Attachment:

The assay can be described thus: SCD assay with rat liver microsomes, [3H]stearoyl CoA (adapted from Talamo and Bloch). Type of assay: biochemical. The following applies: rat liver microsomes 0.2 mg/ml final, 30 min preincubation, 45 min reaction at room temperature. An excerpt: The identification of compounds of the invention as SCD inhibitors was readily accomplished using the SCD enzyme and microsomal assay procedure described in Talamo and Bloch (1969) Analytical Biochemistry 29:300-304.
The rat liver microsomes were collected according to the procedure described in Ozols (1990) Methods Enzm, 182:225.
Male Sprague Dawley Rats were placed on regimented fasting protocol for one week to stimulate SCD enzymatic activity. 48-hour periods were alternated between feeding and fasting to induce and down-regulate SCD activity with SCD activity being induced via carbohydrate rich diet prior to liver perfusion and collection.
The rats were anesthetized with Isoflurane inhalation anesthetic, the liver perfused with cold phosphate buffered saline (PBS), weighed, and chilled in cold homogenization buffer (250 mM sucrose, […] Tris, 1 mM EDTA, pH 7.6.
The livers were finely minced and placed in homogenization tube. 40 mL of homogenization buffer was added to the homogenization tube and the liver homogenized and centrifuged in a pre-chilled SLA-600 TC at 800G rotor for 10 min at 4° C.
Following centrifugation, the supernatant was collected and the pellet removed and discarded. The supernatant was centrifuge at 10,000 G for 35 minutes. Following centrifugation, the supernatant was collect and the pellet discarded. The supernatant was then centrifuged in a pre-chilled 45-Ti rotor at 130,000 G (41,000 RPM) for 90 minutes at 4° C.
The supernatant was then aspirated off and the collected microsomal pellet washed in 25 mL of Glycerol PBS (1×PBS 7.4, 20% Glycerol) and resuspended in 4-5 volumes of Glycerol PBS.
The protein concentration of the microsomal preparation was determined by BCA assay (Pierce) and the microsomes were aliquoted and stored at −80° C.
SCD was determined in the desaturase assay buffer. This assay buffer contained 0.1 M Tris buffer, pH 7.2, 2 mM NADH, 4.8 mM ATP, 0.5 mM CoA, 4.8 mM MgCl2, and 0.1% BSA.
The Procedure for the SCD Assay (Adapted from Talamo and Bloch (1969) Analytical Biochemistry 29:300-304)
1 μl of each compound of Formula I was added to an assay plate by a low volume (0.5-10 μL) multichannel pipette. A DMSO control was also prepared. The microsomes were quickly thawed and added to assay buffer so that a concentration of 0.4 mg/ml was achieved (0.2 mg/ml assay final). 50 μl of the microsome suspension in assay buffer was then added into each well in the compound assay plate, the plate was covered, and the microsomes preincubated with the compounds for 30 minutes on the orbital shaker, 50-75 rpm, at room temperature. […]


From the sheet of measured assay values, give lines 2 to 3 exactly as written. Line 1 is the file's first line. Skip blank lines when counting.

The rat liver microsomes were collected according to the procedure described in Ozols (1990) Methods Enzm, 182:225.
Male Sprague Dawley Rats were placed on regimented fasting protocol for one week to stimulate SCD enzymatic activity. 48-hour periods were alternated between feeding and fasting to induce and down-regulate SCD activity with SCD activity being induced via carbohydrate rich diet prior to liver perfusion and collection.